Although some had dismissed Ricky Nelson as the poor man’s Elvis Presley, hits like this one from 1958 – which went all the way to number one – showed why the former child star and TV actor had a rock ‘n’ roll integrity that was all his own.
#12 – “Fool for the City” by Foghat
Although their later song “Third Time Lucky (First Time I Was a Fool)” in fact charted higher, we felt that this rocker from British-American band Foghat – released in 1976 and remaining a radio hit – has actually stood the test of time a bit better.
#11 – “Lovefool” by the Cardigans
This distinct pop song by the Cardigans was a hit in the UK and the band’s native Sweden in 1996, but didn’t find love with American listeners until the following year, when it was re-issued and featured on the soundtrack to the movie William Shakespeare’s Romeo + Juliet.
#10 – “Foolish Little Girl” by The Shirelles
In this girl-group era classic which went to #4 in 1963, the group essentially stages an intervention where they sternly tell a “friend” that she needs to get over an old flame who’s about to marry someone else. The song, which opens with a brief spoken word part (common for the time), was the group’s sixth Top Ten hit as well as their last.
#9 – “Fool to Cry” by The Rolling Stones
While Black and Blue is possibly the most divisive studio album in The Rolling Stones’ catalog, the 1976 release at least produced this classic ballad, in which Mick Jagger combines a talk-sing verse with a falsetto chorus. The song went Top Ten in both the US and the UK.
#8 – “Foolin’” by Def Leppard
The third US Top 30 single from Def Leppard’s smash 1983 album Pyromania, this one’s chorus utilized a stuttering vocal (“’Cause baby I’m not/F-f-f-foolin’”) similar to the one which the Who popularized in rock with their 1965 classic “My Generation.”
#7 – “Why Do Fools Fall in Love” by Frankie Lymon & the Teenagers
The innocence of this 1956 doo-wop hit was compromised decades later, after Diana Ross’ hit cover version ignited a legal firestorm when three women who’d been married to Frankie Lymon (who died in 1968) all came forward to claim royalties (and it turned out they’d been married to him at the same time, unbeknownst to the others).
#6 – “What a Fool Believes” by The Doobie Brothers
Even at the height of the disco era, rock fans chose to believe in this keyboard-heavy classic by The Doobie Brothers (co-written by Kenny Loggins), which in 1979 went all the way to number one (the group’s second single to achieve that feat and their biggest hit of the Michael McDonald era).
#5 – “Everybody Plays the Fool” by The Main Ingredient
New York City-based R&B vocal group the Main Ingredient had their biggest hit in 1972 with this soul classic. Although the group would only have one subsequent Top 10 hit (“Just Don’t Want to Be Lonely”), the great Aaron Neville brought “Fool” back into the US Top 10 with his cover version in 1991.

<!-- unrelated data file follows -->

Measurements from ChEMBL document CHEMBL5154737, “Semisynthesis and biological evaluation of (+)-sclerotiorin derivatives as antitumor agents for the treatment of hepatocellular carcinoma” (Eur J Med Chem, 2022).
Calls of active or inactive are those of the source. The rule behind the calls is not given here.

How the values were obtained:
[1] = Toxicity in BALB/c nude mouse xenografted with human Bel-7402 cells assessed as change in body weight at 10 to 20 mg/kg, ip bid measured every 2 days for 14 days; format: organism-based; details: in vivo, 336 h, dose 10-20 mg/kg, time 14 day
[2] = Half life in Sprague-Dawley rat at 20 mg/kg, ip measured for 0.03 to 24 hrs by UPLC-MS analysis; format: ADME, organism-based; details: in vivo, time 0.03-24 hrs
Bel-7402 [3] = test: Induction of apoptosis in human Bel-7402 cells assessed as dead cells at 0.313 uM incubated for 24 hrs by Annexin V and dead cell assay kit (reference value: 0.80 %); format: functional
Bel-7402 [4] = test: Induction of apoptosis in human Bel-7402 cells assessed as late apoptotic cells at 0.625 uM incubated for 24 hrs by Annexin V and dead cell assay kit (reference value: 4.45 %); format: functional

#4 – “Fool in the Rain” by Led Zeppelin
Never wishing to be pigeonholed as a hard rock band, Led Zeppelin took inspiration from the Brazilian music style samba for this track from their final album In Through the Out Door. The song, which also features an odd-but-innovative breakdown section, was even a hit single, peaking at #21 in the US.
#3 – “The Fool on the Hill” by The Beatles
The Fab Four’s appearance on the list is a song comes from their 1967 TV-movie and album Magical Mystery Tour and was written by Paul McCartney. According to at least one account, Paul McCartney was out walking his dog in the area of Primrose Hill (in London), when he supposedly encountered a man who seemed to appear out of nowhere and then disappear just as quickly (Paul McCartney has also suggested that the subject of a song was based on various Indian yoga gurus).
#2 – “Chain of Fools” by Aretha Franklin
This #2 R&B hit from 1967 is about woman who discovers after five years that the man she’s in a relationship with has numerous other lovers (that would be the “chain of fools”) but still chooses to stay with him (“Oh, but your lovin’ is much too strong”). Thematically, the song might not have aged well, but Aretha Franklin’s vocals will never be anything but timeless.
#1 – “Won’t Get Fooled Again” by The Who
Like most of their classic 1971 album Who’s Next, “Won’t Get Fooled Again” was originally written by Pete Townshend as part of a futuristic dystopian concept piece called Lifehouse. However, out of that context, this eight-and-a-half minute track (which has become both a staple of classic rock radio and a show-stopper in the band’s live shows) would end up as a cautionary anthem about how a change in leadership will never be an absolute solution or magically fix everything overnight, as much as we’d like to believe it will.